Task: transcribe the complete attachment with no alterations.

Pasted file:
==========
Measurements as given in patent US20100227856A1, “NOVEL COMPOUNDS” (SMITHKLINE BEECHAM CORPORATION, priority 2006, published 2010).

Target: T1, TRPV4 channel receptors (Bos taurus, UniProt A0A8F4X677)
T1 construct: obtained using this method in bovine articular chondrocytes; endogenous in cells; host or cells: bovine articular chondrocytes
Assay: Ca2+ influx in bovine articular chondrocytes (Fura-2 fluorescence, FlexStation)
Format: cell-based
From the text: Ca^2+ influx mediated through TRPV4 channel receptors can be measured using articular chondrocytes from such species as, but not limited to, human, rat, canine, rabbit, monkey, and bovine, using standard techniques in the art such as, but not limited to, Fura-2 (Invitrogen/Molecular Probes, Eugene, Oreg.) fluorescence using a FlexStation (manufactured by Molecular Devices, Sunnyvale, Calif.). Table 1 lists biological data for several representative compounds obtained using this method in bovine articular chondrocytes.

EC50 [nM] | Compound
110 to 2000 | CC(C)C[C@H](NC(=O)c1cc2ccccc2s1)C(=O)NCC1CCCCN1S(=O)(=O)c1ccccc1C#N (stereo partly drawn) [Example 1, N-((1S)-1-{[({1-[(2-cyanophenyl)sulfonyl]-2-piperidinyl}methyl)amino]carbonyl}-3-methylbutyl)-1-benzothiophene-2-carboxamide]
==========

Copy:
Measurements as given in patent US20100227856A1, “NOVEL COMPOUNDS” (SMITHKLINE BEECHAM CORPORATION, priority 2006, published 2010).

Target: T1, TRPV4 channel receptors (Bos taurus, UniProt A0A8F4X677)
T1 construct: obtained using this method in bovine articular chondrocytes; endogenous in cells; host or cells: bovine articular chondrocytes
Assay: Ca2+ influx in bovine articular chondrocytes (Fura-2 fluorescence, FlexStation)
Format: cell-based
From the text: Ca^2+ influx mediated through TRPV4 channel receptors can be measured using articular chondrocytes from such species as, but not limited to, human, rat, canine, rabbit, monkey, and bovine, using standard techniques in the art such as, but not limited to, Fura-2 (Invitrogen/Molecular Probes, Eugene, Oreg.) fluorescence using a FlexStation (manufactured by Molecular Devices, Sunnyvale, Calif.). Table 1 lists biological data for several representative compounds obtained using this method in bovine articular chondrocytes.

EC50 [nM] | Compound
110 to 2000 | CC(C)C[C@H](NC(=O)c1cc2ccccc2s1)C(=O)NCC1CCCCN1S(=O)(=O)c1ccccc1C#N (stereo partly drawn) [Example 1, N-((1S)-1-{[({1-[(2-cyanophenyl)sulfonyl]-2-piperidinyl}methyl)amino]carbonyl}-3-methylbutyl)-1-benzothiophene-2-carboxamide]